She smiled. "Sorry."
"As I was saying before I was so rudely interrupted" - she laughed at his severe tone - "there's some kind of psychic feedback in times of either great emotional stress or arousal." A gleam in those beautiful eyes. "I think you gave me both today."
"That's what I like to hear," she said, in deliberate echo. "Jonquil," she whispered. "I thought his eyes were simply an extraordinary blue, but I think he exhibits the phenomenon."
Dev cupped her face in his hands. "It's not connected to the level of power," he told her. "It seems to be a random mutation that's occurred in a certain percentage of the population."
"Maybe you're in the process of developing your own version of cardinal eyes," she murmured. "Even if it's not connected to power now, it might one day end up being so."
"I hope to hell not," Dev said, jaw firming. "It'd make the strong ones easier to identify and target."
"I thought this was a safe question." Chest tight, she closed her hand over his shoulder. "Don't worry, Dev. I won't let anyone take the knowledge from my mind." Not this time. Not ever again.
"Why do you think I told you?" A tone that left no room for doubt. And then he said the words she'd waited what felt like a lifetime to hear. "You won't betray us, Katya, no matter what the cost."
"You beat him. You survived," he said quietly. "Ming has no claim on you anymore."
PETROKOV FAMILY ARCHIVES
Letter dated July 17, 1982
You're growing so big and strong, my boy. Your talent shines ever brighter. I wish we didn't have to uproot you at such a critical time, but I'd rather be safe than sorry. Several of the defectors have recently disappeared without a trace. They were all at the powerful end of the spectrum. There's speculation the Council is eradicating us.
Your father. . . he had a vision yesterday. He's so rarely truly with us these days that I wanted only to talk to him, but he used the minutes that he was awake and lucid to warn me. They're going to come after you, Matthew. You're too powerful a telepath. So we have to run. And we have to keep running until they can no longer find even a trace of the Petrokovs.
Your father won't come with us. He calls himself a liability. And he won't listen to me when I say different. Before Silence, I used to tease him by quoting the Manual of Psy Designations. It says that F-Psy are considered some of the strongest individuals among our race because of what their ability demands. But today, he proved the definition true to the last word, my strong, courageous David.
He made me promise to go tomorrow. I don't know if I can. I don't know if I can leave the only man I've ever loved.
You won't betray us, Katya, no matter what the cost.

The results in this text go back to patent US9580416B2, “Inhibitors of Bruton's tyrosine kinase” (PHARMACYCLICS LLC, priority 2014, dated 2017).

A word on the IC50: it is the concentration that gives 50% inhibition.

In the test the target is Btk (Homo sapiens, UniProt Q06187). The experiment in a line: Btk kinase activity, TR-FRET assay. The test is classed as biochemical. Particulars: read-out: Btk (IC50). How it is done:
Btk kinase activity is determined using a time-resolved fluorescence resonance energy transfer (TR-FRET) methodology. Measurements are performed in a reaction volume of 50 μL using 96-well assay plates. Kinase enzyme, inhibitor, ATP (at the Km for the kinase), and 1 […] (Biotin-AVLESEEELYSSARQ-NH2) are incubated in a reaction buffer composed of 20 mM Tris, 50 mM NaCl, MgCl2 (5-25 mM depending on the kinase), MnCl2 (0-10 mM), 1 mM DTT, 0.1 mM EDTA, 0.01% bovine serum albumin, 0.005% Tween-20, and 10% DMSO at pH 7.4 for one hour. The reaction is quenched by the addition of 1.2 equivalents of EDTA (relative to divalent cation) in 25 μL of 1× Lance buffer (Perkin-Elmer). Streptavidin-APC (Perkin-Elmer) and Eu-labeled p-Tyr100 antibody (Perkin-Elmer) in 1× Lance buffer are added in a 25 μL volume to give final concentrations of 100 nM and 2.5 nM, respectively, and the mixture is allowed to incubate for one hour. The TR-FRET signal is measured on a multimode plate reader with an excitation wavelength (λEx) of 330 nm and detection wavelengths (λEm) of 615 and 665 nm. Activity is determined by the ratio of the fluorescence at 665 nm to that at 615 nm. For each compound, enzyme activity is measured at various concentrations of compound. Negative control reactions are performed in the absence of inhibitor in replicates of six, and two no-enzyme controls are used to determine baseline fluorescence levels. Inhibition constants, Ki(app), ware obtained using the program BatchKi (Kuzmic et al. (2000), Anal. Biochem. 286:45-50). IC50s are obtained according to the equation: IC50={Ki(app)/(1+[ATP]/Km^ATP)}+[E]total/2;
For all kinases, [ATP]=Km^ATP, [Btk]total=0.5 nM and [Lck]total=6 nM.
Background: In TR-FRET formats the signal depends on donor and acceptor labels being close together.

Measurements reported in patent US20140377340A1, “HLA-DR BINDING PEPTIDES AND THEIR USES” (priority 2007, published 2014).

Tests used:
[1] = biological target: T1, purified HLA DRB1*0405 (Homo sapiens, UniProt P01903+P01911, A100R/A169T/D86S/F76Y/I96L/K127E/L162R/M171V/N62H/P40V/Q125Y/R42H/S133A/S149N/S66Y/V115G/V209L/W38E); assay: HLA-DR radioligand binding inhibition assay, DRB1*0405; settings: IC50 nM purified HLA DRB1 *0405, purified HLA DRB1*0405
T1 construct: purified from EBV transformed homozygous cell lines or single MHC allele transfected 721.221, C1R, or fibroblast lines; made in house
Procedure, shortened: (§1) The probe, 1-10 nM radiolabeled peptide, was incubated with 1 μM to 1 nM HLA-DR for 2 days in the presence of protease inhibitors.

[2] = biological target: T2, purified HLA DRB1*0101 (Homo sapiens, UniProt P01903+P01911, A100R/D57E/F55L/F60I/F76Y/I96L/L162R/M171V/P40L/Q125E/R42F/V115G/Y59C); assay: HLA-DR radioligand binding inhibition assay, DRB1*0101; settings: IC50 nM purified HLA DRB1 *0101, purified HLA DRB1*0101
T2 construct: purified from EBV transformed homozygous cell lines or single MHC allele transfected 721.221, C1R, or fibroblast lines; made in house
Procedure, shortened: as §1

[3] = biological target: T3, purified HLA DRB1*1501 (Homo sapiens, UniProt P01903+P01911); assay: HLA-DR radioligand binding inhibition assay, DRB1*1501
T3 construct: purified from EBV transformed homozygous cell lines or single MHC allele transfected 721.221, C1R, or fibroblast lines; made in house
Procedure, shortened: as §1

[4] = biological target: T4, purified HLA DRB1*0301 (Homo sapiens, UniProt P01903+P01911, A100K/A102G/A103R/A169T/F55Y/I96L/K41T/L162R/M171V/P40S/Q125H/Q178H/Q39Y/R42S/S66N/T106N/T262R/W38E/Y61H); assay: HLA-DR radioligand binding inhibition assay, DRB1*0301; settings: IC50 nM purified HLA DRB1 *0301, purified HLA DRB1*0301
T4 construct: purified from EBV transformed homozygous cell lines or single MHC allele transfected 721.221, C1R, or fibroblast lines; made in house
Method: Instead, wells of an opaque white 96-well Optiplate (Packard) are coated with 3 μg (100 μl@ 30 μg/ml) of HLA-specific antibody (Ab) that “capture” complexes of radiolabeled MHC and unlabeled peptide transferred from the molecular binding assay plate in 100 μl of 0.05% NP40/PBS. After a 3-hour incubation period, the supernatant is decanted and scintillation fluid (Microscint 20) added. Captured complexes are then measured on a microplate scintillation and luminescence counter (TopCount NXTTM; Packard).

He was more right than he knew, Katya thought two hours later, pain beating at her temples. Reaching out, she whispered her fingers over Dev's cheekbones, conscious he'd wake to anything but the most butterfly of touches. Even then, he shifted.
"It's just me," she whispered, as the exquisite ache in her heart threatened to tear her wide open. This, she thought, was love. She'd never felt it before but she knew. This feeling, it went soul deep, and it ravaged even as it healed. Devraj Santos had become an integral part of her. She couldn't let him go after Ming - she had every faith in his abilities, but she refused to lose him to a fool's errand.
There was no way to save her.
She'd realized that the instant after Dev had said she could live out her whole life without anyone being the wiser. True. Except that her whole life might only equal another month . . . if she was lucky. The thing with being in a prison was that after a while, your skin got pasty, your body got weak, and your mind began to beat itself against the walls in a vain effort to escape.
She was Psy.
She couldn't survive being permanently cut off from the Net.
The biofeedback alone wasn't enough. She had to be some part of the fabric of a neural network. Psychic isolation . . . It would drive her mad, increment by slow increment.
Her fingers lifted to her nose. Dev hadn't seen it. She'd hidden it. But there, in Sunshine, her nose had bled again. Just a little. But more than on the plane. It had been easy to shrug off the incident as being a consequence of the bitter cold - yet even then, part of her had begun to wonder. And now, tonight, as her skull threatened to implode from the agony of a sudden spiking headache, she accepted the truth - her brain was already starting to lose the battle. Her mind had begun its slow, steady beat against the walls of its prison.
Even if she somehow managed to hang on to her sanity, Ming had assured her end. She'd told Dev she was remembering more and more. She hadn't told him she'd remembered the final session.
Talons sinking into her mind, deep, so deep she knew she'd never get them out. "It hurts," she said tonelessly. It wasn't a complaint. He'd ordered her to tell him her reactions. She didn't understand why, when he could simply read her mind, but she wasn't going to rebel without reason. That brought pain so excruciating, one more episode might snap the final, fragile threads of her very self.
"Good." A "snick" that she heard with her psychic ear. "It's done."
"Open your psychic eye."
It took her almost a minute, she'd been forced to keep herself contained for so long. All she saw was blackness. Then, as her eye adjusted, she began to make out the spiderweb linked to every part of her mind. Those thin threads fed back to thicker, darker, obscenely jagged roots.
Chilled, she moved around those talons. . . and slammed into an impenetrable black wall. Panic gripped her throat but she didn't make a sound. Instead, she padded around the walls until she was back at her starting point. "I'm locked inside my mind." It was the worst kind of nightmare. Even the rehabilitated, those Psy who'd had their minds destroyed by a psychic brainwipe, had access to the Net. Ming might as well have buried her alive.